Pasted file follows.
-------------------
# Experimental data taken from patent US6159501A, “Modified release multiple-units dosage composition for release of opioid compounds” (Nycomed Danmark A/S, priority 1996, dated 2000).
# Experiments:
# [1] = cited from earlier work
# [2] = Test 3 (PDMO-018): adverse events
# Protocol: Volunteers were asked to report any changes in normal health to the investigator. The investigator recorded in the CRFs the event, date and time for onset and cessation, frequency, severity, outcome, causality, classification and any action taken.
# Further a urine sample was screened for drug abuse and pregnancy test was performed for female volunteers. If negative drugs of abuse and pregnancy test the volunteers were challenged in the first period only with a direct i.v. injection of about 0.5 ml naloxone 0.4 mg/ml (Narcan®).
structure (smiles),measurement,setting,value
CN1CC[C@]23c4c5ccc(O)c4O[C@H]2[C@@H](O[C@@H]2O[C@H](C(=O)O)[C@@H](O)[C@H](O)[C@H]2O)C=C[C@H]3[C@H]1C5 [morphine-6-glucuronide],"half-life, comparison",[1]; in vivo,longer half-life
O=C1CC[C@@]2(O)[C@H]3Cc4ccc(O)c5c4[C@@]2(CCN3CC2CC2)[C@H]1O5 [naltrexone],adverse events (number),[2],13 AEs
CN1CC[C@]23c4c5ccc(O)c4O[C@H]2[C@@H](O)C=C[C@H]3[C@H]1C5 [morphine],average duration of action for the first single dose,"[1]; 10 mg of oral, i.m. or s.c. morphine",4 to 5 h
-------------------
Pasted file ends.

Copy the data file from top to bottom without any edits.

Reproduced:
# Experimental data taken from patent US6159501A, “Modified release multiple-units dosage composition for release of opioid compounds” (Nycomed Danmark A/S, priority 1996, dated 2000).
# Experiments:
# [1] = cited from earlier work
# [2] = Test 3 (PDMO-018): adverse events
# Protocol: Volunteers were asked to report any changes in normal health to the investigator. The investigator recorded in the CRFs the event, date and time for onset and cessation, frequency, severity, outcome, causality, classification and any action taken.
# Further a urine sample was screened for drug abuse and pregnancy test was performed for female volunteers. If negative drugs of abuse and pregnancy test the volunteers were challenged in the first period only with a direct i.v. injection of about 0.5 ml naloxone 0.4 mg/ml (Narcan®).
structure (smiles),measurement,setting,value
CN1CC[C@]23c4c5ccc(O)c4O[C@H]2[C@@H](O[C@@H]2O[C@H](C(=O)O)[C@@H](O)[C@H](O)[C@H]2O)C=C[C@H]3[C@H]1C5 [morphine-6-glucuronide],"half-life, comparison",[1]; in vivo,longer half-life
O=C1CC[C@@]2(O)[C@H]3Cc4ccc(O)c5c4[C@@]2(CCN3CC2CC2)[C@H]1O5 [naltrexone],adverse events (number),[2],13 AEs
CN1CC[C@]23c4c5ccc(O)c4O[C@H]2[C@@H](O)C=C[C@H]3[C@H]1C5 [morphine],average duration of action for the first single dose,"[1]; 10 mg of oral, i.m. or s.c. morphine",4 to 5 h